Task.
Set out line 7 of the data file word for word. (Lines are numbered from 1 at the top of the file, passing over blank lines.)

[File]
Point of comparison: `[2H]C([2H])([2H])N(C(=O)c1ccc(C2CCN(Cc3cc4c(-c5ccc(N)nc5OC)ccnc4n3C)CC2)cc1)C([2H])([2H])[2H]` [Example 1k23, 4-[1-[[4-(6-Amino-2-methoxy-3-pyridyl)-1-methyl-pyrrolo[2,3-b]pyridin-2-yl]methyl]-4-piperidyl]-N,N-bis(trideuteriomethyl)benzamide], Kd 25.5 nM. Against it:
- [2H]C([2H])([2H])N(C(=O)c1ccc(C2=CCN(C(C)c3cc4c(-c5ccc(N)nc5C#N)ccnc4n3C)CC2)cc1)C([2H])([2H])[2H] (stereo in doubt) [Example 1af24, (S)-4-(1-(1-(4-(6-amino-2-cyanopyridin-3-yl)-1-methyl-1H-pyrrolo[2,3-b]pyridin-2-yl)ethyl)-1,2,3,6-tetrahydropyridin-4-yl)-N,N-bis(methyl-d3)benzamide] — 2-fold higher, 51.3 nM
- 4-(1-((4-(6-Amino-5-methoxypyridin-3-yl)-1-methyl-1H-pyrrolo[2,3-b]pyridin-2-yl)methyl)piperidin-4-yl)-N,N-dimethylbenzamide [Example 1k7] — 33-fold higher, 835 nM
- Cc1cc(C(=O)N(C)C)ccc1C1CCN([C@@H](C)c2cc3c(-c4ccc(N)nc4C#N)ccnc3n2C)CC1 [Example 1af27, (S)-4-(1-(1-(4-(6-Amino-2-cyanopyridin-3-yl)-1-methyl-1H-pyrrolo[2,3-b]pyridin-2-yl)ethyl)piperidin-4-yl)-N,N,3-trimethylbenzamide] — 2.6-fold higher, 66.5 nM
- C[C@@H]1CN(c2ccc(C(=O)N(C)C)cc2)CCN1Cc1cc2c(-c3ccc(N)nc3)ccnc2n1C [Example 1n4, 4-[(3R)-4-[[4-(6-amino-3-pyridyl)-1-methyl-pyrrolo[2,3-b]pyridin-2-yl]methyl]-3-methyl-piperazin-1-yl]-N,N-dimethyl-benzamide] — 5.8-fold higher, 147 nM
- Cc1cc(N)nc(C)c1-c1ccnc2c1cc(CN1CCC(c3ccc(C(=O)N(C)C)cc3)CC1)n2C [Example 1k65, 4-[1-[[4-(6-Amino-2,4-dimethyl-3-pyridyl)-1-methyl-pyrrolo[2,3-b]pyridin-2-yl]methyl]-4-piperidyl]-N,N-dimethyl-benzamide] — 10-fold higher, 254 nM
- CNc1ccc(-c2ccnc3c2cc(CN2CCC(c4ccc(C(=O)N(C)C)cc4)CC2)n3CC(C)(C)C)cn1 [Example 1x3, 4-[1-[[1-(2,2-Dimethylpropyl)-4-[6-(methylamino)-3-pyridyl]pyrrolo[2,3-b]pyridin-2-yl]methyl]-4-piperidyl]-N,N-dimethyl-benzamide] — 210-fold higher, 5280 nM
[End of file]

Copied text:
- CNc1ccc(-c2ccnc3c2cc(CN2CCC(c4ccc(C(=O)N(C)C)cc4)CC2)n3CC(C)(C)C)cn1 [Example 1x3, 4-[1-[[1-(2,2-Dimethylpropyl)-4-[6-(methylamino)-3-pyridyl]pyrrolo[2,3-b]pyridin-2-yl]methyl]-4-piperidyl]-N,N-dimethyl-benzamide] — 210-fold higher, 5280 nM